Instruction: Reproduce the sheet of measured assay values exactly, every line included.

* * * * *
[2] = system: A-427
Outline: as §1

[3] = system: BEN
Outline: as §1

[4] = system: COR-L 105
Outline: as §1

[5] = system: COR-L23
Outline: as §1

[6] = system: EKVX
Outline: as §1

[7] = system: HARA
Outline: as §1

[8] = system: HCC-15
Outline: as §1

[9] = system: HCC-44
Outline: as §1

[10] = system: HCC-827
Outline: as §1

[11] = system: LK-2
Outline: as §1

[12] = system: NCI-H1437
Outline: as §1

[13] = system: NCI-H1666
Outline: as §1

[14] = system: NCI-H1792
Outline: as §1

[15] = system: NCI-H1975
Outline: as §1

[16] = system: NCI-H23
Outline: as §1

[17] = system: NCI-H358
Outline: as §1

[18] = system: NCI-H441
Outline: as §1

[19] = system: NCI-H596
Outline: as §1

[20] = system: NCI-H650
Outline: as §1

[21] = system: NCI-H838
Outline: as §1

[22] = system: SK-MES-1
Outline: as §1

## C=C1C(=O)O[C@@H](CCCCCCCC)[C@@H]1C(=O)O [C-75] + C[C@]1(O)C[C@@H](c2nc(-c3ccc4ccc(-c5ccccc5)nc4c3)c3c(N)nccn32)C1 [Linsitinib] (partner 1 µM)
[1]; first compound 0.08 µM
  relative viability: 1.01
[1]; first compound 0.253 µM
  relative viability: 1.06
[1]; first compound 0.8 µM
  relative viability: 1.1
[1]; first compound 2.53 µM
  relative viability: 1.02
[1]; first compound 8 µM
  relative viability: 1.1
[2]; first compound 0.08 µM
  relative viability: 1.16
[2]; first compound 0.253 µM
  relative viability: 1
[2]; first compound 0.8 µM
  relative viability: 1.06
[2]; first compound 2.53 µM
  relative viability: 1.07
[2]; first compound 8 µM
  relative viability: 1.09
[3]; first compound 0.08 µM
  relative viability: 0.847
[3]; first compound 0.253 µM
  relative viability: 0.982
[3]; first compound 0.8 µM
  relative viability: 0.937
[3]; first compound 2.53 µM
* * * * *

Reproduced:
[2] = system: A-427
Outline: as §1

[3] = system: BEN
Outline: as §1

[4] = system: COR-L 105
Outline: as §1

[5] = system: COR-L23
Outline: as §1

[6] = system: EKVX
Outline: as §1

[7] = system: HARA
Outline: as §1

[8] = system: HCC-15
Outline: as §1

[9] = system: HCC-44
Outline: as §1

[10] = system: HCC-827
Outline: as §1

[11] = system: LK-2
Outline: as §1

[12] = system: NCI-H1437
Outline: as §1

[13] = system: NCI-H1666
Outline: as §1

[14] = system: NCI-H1792
Outline: as §1

[15] = system: NCI-H1975
Outline: as §1

[16] = system: NCI-H23
Outline: as §1

[17] = system: NCI-H358
Outline: as §1

[18] = system: NCI-H441
Outline: as §1

[19] = system: NCI-H596
Outline: as §1

[20] = system: NCI-H650
Outline: as §1

[21] = system: NCI-H838
Outline: as §1

[22] = system: SK-MES-1
Outline: as §1

## C=C1C(=O)O[C@@H](CCCCCCCC)[C@@H]1C(=O)O [C-75] + C[C@]1(O)C[C@@H](c2nc(-c3ccc4ccc(-c5ccccc5)nc4c3)c3c(N)nccn32)C1 [Linsitinib] (partner 1 µM)
[1]; first compound 0.08 µM
  relative viability: 1.01
[1]; first compound 0.253 µM
  relative viability: 1.06
[1]; first compound 0.8 µM
  relative viability: 1.1
[1]; first compound 2.53 µM
  relative viability: 1.02
[1]; first compound 8 µM
  relative viability: 1.1
[2]; first compound 0.08 µM
  relative viability: 1.16
[2]; first compound 0.253 µM
  relative viability: 1
[2]; first compound 0.8 µM
  relative viability: 1.06
[2]; first compound 2.53 µM
  relative viability: 1.07
[2]; first compound 8 µM
  relative viability: 1.09
[3]; first compound 0.08 µM
  relative viability: 0.847
[3]; first compound 0.253 µM
  relative viability: 0.982
[3]; first compound 0.8 µM
  relative viability: 0.937
[3]; first compound 2.53 µM